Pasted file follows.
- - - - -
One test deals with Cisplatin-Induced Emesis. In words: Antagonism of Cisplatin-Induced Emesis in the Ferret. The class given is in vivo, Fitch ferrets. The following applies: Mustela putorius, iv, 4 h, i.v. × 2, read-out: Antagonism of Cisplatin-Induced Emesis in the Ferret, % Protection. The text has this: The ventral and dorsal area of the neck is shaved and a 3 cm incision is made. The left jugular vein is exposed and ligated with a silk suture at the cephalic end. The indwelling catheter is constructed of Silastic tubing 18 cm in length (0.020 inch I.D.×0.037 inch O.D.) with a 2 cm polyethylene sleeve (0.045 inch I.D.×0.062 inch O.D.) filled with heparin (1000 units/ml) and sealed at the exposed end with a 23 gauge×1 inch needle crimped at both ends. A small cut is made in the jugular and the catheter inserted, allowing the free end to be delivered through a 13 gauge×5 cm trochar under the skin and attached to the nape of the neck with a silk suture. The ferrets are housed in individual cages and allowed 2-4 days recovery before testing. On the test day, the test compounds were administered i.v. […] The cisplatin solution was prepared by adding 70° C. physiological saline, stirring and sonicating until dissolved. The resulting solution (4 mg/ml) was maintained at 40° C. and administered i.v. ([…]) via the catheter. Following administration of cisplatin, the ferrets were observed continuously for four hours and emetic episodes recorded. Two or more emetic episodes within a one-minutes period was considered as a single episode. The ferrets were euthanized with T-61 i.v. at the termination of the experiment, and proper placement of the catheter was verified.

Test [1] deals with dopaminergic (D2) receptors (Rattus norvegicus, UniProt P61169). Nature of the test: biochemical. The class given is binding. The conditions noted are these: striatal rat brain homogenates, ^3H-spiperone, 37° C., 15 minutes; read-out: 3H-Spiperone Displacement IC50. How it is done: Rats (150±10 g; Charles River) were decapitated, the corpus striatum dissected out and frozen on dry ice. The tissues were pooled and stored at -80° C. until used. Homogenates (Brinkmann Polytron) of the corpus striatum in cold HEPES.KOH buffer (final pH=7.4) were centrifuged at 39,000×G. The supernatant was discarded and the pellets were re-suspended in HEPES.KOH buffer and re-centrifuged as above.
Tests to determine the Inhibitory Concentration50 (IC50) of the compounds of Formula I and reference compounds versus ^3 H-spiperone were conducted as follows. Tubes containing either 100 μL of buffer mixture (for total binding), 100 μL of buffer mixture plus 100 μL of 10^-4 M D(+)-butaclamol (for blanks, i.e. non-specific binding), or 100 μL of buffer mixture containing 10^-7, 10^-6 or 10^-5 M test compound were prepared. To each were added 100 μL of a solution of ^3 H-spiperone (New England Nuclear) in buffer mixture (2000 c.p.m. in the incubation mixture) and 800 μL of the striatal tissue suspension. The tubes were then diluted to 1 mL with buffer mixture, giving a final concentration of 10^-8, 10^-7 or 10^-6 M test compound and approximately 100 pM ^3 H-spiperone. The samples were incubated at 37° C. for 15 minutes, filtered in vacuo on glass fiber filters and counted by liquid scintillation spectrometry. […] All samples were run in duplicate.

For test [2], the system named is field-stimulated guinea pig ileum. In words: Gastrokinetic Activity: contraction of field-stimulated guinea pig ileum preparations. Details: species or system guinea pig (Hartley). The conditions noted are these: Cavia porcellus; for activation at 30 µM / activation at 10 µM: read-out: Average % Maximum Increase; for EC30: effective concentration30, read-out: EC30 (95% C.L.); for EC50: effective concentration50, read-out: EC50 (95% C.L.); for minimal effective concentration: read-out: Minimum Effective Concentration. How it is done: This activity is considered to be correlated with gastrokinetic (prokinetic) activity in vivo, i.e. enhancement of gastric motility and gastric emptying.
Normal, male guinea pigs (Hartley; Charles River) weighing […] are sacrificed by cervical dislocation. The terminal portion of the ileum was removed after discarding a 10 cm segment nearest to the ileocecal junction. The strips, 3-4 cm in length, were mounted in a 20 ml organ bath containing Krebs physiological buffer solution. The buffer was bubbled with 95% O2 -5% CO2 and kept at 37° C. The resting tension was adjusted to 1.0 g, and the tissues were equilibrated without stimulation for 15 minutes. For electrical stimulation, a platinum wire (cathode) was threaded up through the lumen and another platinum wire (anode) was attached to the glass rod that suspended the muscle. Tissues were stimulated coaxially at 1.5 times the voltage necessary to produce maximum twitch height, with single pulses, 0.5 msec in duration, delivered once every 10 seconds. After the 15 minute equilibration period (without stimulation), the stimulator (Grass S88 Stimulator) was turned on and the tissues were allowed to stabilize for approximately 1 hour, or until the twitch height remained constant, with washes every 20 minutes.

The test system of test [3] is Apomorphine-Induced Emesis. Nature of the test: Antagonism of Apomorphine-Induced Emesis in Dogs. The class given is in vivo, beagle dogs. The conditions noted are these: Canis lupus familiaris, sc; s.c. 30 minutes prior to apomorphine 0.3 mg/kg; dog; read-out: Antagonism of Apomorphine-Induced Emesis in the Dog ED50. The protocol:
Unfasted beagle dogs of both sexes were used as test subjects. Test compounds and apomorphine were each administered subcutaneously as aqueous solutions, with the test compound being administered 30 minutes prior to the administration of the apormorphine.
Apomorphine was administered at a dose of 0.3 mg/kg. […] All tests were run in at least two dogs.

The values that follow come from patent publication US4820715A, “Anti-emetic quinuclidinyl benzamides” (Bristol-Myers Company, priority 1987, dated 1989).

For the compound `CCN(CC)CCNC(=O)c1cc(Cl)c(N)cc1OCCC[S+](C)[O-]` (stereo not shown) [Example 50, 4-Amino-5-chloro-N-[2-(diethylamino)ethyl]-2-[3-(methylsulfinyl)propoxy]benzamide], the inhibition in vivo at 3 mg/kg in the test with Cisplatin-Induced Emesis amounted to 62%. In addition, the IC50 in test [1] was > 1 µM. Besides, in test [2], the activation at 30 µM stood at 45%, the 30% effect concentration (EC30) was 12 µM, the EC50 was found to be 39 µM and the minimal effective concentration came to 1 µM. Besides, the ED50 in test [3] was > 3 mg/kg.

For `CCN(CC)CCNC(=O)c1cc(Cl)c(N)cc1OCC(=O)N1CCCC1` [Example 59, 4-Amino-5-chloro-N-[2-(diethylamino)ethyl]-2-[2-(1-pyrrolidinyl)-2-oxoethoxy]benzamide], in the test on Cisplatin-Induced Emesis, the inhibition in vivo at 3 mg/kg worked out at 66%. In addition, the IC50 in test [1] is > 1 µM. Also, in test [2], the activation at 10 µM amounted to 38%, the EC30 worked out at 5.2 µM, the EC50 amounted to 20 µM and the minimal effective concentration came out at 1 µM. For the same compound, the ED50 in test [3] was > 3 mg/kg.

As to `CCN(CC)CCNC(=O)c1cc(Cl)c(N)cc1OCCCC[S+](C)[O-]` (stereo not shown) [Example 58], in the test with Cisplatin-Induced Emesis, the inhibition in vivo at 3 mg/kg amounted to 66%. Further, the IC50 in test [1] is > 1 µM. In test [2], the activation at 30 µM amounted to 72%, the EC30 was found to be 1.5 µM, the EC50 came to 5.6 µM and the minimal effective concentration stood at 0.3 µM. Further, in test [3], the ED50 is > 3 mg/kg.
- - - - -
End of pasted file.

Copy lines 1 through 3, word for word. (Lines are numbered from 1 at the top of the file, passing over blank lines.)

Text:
One test deals with Cisplatin-Induced Emesis. In words: Antagonism of Cisplatin-Induced Emesis in the Ferret. The class given is in vivo, Fitch ferrets. The following applies: Mustela putorius, iv, 4 h, i.v. × 2, read-out: Antagonism of Cisplatin-Induced Emesis in the Ferret, % Protection. The text has this: The ventral and dorsal area of the neck is shaved and a 3 cm incision is made. The left jugular vein is exposed and ligated with a silk suture at the cephalic end. The indwelling catheter is constructed of Silastic tubing 18 cm in length (0.020 inch I.D.×0.037 inch O.D.) with a 2 cm polyethylene sleeve (0.045 inch I.D.×0.062 inch O.D.) filled with heparin (1000 units/ml) and sealed at the exposed end with a 23 gauge×1 inch needle crimped at both ends. A small cut is made in the jugular and the catheter inserted, allowing the free end to be delivered through a 13 gauge×5 cm trochar under the skin and attached to the nape of the neck with a silk suture. The ferrets are housed in individual cages and allowed 2-4 days recovery before testing. On the test day, the test compounds were administered i.v. […] The cisplatin solution was prepared by adding 70° C. physiological saline, stirring and sonicating until dissolved. The resulting solution (4 mg/ml) was maintained at 40° C. and administered i.v. ([…]) via the catheter. Following administration of cisplatin, the ferrets were observed continuously for four hours and emetic episodes recorded. Two or more emetic episodes within a one-minutes period was considered as a single episode. The ferrets were euthanized with T-61 i.v. at the termination of the experiment, and proper placement of the catheter was verified.

Test [1] deals with dopaminergic (D2) receptors (Rattus norvegicus, UniProt P61169). Nature of the test: biochemical. The class given is binding. The conditions noted are these: striatal rat brain homogenates, ^3H-spiperone, 37° C., 15 minutes; read-out: 3H-Spiperone Displacement IC50. How it is done: Rats (150±10 g; Charles River) were decapitated, the corpus striatum dissected out and frozen on dry ice. The tissues were pooled and stored at -80° C. until used. Homogenates (Brinkmann Polytron) of the corpus striatum in cold HEPES.KOH buffer (final pH=7.4) were centrifuged at 39,000×G. The supernatant was discarded and the pellets were re-suspended in HEPES.KOH buffer and re-centrifuged as above.
Tests to determine the Inhibitory Concentration50 (IC50) of the compounds of Formula I and reference compounds versus ^3 H-spiperone were conducted as follows. Tubes containing either 100 μL of buffer mixture (for total binding), 100 μL of buffer mixture plus 100 μL of 10^-4 M D(+)-butaclamol (for blanks, i.e. non-specific binding), or 100 μL of buffer mixture containing 10^-7, 10^-6 or 10^-5 M test compound were prepared. To each were added 100 μL of a solution of ^3 H-spiperone (New England Nuclear) in buffer mixture (2000 c.p.m. in the incubation mixture) and 800 μL of the striatal tissue suspension. The tubes were then diluted to 1 mL with buffer mixture, giving a final concentration of 10^-8, 10^-7 or 10^-6 M test compound and approximately 100 pM ^3 H-spiperone. The samples were incubated at 37° C. for 15 minutes, filtered in vacuo on glass fiber filters and counted by liquid scintillation spectrometry. […] All samples were run in duplicate.